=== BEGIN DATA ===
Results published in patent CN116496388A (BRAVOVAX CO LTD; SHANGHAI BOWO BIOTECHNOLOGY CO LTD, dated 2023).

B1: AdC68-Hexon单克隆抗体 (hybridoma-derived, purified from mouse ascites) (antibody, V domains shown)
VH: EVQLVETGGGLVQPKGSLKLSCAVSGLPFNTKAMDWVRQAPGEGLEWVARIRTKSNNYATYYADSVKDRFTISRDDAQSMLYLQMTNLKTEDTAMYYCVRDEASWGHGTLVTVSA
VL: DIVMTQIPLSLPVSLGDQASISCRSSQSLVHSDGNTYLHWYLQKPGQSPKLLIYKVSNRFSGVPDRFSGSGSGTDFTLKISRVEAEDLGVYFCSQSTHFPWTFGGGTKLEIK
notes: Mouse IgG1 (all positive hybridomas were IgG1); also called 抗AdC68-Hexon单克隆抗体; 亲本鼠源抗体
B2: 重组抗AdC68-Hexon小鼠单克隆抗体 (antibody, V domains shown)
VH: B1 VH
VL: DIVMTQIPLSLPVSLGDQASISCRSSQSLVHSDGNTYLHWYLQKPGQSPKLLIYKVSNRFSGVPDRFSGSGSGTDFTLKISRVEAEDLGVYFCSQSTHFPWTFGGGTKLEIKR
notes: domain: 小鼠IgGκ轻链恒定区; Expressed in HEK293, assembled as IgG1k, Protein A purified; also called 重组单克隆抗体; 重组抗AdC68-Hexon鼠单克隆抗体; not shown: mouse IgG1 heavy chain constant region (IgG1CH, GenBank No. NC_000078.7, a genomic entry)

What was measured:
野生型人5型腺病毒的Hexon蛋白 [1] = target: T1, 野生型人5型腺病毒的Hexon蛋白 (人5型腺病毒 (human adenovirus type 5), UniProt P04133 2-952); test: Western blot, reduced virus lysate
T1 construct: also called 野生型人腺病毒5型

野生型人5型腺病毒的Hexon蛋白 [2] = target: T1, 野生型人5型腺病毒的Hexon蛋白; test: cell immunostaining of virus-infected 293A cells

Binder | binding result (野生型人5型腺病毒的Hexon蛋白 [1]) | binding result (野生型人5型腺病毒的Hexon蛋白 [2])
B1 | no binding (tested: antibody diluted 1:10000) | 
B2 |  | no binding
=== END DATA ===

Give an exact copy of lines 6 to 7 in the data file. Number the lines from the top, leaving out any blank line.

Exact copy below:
B2: 重组抗AdC68-Hexon小鼠单克隆抗体 (antibody, V domains shown)
VH: B1 VH